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Car Headlight Alarm

by will.i.am2
Tags: alarm, headlight
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will.i.am2
#1
May25-13, 07:15 AM
P: 14
Hello Guyz!

First of all I am new here and I found this section to be appropriated for submitting my question.

Well, I was Investigating on Car headlight Alarm and how it should sound a buzzer when the headlights are on?

I have attached the circuit diagram aswell you might wanna have a look on it.

I found this while i was searching for ideas. Now all I need is lots of suggestion from you guyz regarding to how it can be improved. such as; a pnp transistor has been used can it be improved with a comparator or with any other components?

Are there any other components of this circuit which can be improved?

How can I make it smaller? I have heard about the surface mount techniques as well as Integrated circuits which can make a circuit smaller But I don't have a clue how they work in reality?.

So, I would really appreciate if you guyz could give me a helping hand please?
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sophiecentaur
#2
May25-13, 05:00 PM
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Do you want the alarm to sound whenever the headlights are on or just when they're on when the engine is not running? (That's the normal thing in cars, so you don't wander off in the day, leaving the lights on and flatten the battery).
will.i.am2
#3
May26-13, 02:56 AM
P: 14
I want buzzer to sound when the headlights are on and engine is off. And when the engine and headlights both are on; nothing should happen.

sophiecentaur
#4
May26-13, 05:24 AM
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Car Headlight Alarm

So that circuit is about as simple as you can make it and should work well. Of course, if the alarm were to work the 'other way round' you could connect the buzzer straight from the ignition switch to the headlamp line - because the headlamp resistance would be very low and would allow the buzzer to operate without any fancy switching transistor. A capacitor (0.1uF) between base and emitter would ensure that interference spikes don't randomly blip the buzzer - motor cars have quite a high level of EMI.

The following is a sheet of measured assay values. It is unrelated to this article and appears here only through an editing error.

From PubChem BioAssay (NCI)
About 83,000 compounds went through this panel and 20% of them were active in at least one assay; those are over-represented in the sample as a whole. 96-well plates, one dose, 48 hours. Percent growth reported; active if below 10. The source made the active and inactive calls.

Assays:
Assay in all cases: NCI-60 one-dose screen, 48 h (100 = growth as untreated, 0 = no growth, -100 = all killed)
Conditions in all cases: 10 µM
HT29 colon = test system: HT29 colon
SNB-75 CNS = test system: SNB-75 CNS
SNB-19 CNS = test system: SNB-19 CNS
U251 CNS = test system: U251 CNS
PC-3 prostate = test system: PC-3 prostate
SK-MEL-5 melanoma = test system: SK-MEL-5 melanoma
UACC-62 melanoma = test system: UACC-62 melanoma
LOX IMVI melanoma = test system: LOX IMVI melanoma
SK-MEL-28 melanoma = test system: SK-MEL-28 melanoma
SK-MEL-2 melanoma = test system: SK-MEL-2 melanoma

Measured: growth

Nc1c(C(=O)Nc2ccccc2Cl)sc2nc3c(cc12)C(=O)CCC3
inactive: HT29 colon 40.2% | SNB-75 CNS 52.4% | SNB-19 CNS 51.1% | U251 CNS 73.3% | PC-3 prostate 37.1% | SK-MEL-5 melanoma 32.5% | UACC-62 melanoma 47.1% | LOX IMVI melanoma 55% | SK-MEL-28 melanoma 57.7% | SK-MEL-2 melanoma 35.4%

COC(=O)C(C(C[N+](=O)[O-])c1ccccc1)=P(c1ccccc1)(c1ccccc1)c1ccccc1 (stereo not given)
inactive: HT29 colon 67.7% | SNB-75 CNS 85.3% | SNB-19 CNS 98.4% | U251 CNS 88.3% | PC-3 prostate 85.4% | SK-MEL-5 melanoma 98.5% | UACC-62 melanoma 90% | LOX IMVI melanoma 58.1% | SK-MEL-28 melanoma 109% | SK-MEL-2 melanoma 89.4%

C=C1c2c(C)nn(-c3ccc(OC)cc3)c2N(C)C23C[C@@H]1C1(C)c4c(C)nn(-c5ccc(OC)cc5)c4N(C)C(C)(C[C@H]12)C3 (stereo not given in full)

But you definitely couldn't rely on the ignition circuit being low enough resistance for the buzzer to work and you wouldn't want the ignition circuit supplied all the while - via the buzzer.
Btw, why would you want this to be any smaller? A transistor and resistor don't take up much room. Surface mount is only necessary when you have loads of components to find room for. The three components can easily be mounted together and you could even wrap them in tape. The transistor and resistor would take up no more room than a wire junction.
will.i.am2
#5
May26-13, 06:27 AM
P: 14
^^
Can I have a circuit diagram please? As I am finding it very hard to draw on multisim.
will.i.am2
#6
May26-13, 06:40 AM
P: 14
someone suggested me these ideas;
Why don’t you just put the buzzer between the two lamps
But for this I need circuit diagrams as I am having difficulty in connecting this circuit in multisim.

put the buzzer between the two lamps and add a rectifier in series, with the Anode facing X1 (so the buzzer doesn’t sound when the Accessory switch is on and the headlights are off). The 65ma that drives the buzzer will flow through X2, but that shouldn’t be enough to make X2 glow.
In this one i am lost in which rectifier to go for as there are many but I need one which can work on 12v & I need a circuit diagram for this one (please also mention which rectifier should i use as there are many rectifiers in multisim and most o them works with high voltages).

I would really appreciate if you guyz could give me a helping hand please?
sophiecentaur
#7
May26-13, 08:53 AM
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Quote Quote by will.i.am2 View Post
^^
Can I have a circuit diagram please? As I am finding it very hard to draw on multisim.
I assumed that, as you had already posted a suitable diagram, you wouldn't need one and understood what was going on. If you substitute the ignition switch for the second lamp switch, the circuit will work fine. When the ignition switch is off and the headlamp switch is on, the transistor is turned on and powers the buzzer. Under any other conditions, the transistor is off and will not power the buzzer. You can draw your diagram on a piece of paper. Learning CAD is another issue.

I would not bother with a simulation for something as simple as this diagram. You probably need the construction practice!
Simulation packages are all very well but they can make people sloppy because they rely on getting an answer rather than working out, for themselves, what the answer should be.

Almost any (ordinary) rectifier you can lay your hands on will do the job of feeding your buzzer with 12V.
Windadct
#8
May26-13, 09:58 AM
P: 564
Agreeing with Sophie - if you build it you will learn....I see no value in doing this in multisim - unless you are really concerned with learning about multisim.
will.i.am2
#9
May27-13, 07:38 AM
P: 14
I have finally managed to get it work and it’s all because of your help and support. I really appreciate your hard work and hope you will continue to help guyz like me in the future too.


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